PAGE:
In touch with a new town
Show me someone who enjoys moving house and I'll show you a masochist. The procedure is well known: schlepping around in search of somewhere habitable, packing and unpacking your belongings - inevitably losing and/or breaking something en route - and crucially here, striking out in exploration of your new manor.
Presumably I must have been responsible for some form of genocide in a previous life as I found myself in this very unwelcome situation just before Christmas.
I've moved from London to Manchester, as part of BBC Sport's relocation.
It wasn't until I actually started living there that my blindness made its presence felt.
I hadn't forgotten that I'm blind, I'm just not someone who dwells on my disability. It's a part of me, along with my black hair, for instance, or my exotic, Middle Eastern good looks. But life up north for the first month made me as conscious of being blind as I have ever been.
For a start, as I began the process of mapping out a new office, there was the weekly discovery of new pillars and sofas. They're big on soft furniture at touchy feely MediaCityUK. To confuse me further in my new office space, the sofas which I knew the location of were sometimes rearranged, giving the impression that more had been added. I had to ponder my way around them.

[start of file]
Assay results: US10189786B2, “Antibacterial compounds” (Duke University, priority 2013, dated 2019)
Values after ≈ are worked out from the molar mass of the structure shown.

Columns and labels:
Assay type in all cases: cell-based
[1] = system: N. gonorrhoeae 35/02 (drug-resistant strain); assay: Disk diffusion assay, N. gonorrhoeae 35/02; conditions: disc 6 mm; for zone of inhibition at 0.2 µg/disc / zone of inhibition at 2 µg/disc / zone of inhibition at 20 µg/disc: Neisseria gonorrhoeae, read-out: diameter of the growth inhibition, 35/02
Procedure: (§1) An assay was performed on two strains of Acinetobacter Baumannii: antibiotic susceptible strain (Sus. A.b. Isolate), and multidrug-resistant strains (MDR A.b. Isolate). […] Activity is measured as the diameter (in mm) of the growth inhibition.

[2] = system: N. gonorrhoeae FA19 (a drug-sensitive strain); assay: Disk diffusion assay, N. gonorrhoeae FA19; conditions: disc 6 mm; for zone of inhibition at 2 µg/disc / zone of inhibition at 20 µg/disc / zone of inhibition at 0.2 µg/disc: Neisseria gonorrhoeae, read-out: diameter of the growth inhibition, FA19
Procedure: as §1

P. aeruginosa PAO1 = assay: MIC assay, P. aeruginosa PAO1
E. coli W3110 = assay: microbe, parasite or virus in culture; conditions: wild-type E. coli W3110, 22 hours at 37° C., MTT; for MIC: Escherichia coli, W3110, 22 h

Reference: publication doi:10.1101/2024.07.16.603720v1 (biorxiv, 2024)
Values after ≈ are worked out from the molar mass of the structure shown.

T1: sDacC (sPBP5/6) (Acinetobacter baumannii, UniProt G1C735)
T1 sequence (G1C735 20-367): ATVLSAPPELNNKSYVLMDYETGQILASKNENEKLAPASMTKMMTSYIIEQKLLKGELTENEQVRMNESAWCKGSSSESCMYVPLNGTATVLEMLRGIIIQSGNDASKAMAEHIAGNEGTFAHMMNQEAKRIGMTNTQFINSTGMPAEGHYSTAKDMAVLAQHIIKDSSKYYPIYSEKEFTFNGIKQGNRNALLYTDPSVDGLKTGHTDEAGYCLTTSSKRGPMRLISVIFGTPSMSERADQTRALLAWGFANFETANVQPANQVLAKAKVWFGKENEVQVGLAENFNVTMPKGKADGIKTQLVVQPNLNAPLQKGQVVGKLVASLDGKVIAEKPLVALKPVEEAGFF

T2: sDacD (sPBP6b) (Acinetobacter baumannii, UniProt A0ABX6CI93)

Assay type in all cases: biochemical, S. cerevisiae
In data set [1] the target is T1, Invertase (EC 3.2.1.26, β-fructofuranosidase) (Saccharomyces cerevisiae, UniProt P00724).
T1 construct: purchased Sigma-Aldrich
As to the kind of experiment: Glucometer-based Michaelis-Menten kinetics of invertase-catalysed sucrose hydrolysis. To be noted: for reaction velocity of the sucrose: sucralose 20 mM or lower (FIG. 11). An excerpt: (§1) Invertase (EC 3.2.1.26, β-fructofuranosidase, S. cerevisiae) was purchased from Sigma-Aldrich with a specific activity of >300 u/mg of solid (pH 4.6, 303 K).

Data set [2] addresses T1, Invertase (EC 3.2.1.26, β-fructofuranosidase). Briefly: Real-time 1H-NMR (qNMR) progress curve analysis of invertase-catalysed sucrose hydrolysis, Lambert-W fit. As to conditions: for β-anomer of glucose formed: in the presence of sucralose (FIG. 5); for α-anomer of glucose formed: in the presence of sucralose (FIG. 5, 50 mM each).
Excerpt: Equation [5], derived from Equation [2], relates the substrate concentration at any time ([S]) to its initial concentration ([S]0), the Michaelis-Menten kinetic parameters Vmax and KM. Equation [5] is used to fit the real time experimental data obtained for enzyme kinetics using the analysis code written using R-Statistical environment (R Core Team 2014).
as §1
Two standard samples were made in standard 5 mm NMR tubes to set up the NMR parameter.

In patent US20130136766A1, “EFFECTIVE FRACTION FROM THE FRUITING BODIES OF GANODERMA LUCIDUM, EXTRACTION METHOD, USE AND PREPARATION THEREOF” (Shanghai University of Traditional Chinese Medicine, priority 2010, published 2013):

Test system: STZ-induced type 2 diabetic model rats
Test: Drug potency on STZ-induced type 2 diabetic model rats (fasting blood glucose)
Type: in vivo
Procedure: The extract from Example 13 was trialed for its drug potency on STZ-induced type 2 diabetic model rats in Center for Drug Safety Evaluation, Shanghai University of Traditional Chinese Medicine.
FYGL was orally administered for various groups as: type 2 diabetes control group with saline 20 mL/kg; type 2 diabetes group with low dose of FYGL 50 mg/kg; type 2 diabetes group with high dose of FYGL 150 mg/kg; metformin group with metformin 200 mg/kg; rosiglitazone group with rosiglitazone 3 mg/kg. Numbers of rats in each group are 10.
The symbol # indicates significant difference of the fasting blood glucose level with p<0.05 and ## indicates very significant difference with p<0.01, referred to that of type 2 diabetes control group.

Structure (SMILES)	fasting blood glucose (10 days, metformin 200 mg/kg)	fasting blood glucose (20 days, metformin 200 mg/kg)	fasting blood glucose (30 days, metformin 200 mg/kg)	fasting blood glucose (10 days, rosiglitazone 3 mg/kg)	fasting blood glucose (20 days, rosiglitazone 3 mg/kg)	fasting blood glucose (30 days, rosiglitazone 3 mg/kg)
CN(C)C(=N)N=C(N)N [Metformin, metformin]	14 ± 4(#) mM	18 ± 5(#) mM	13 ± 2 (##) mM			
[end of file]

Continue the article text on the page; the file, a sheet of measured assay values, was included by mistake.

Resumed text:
The sight of me bouncing and stumbling from pillar to sofa probably did nothing to project my desired image, that of the independent professional.
At home, my first surprise came on the first morning of going to work. There I was in my newly-ironed clothes, opening the door and confidently striding out ... into my airing cupboard.
Another consequence of living in an unfamiliar flat when you can't see is that it initially seems a lot bigger than it actually is. For a couple of days to begin with, I genuinely thought I had an extra room and enjoyed planning its use for guests. Then I realised that I'd just been walking around my living room a different way.
My highlight so far has undoubtedly been the achievement of getting a hair cut. The euphoria that swelled my breast with pride, after accomplishing what I would previously have considered a pretty mundane task, was only slightly subdued by the fact that I couldn't buy myself a celebratory pint as it turns out my local was shut at 5:30 on a Saturday evening.
I don't know if I'm just being impatient and whinging unnecessarily. Perhaps I'll get back to you after my next haircut. Who knows, the pub might even be open then, and I may even have made a non-work friend with whom to share a pint.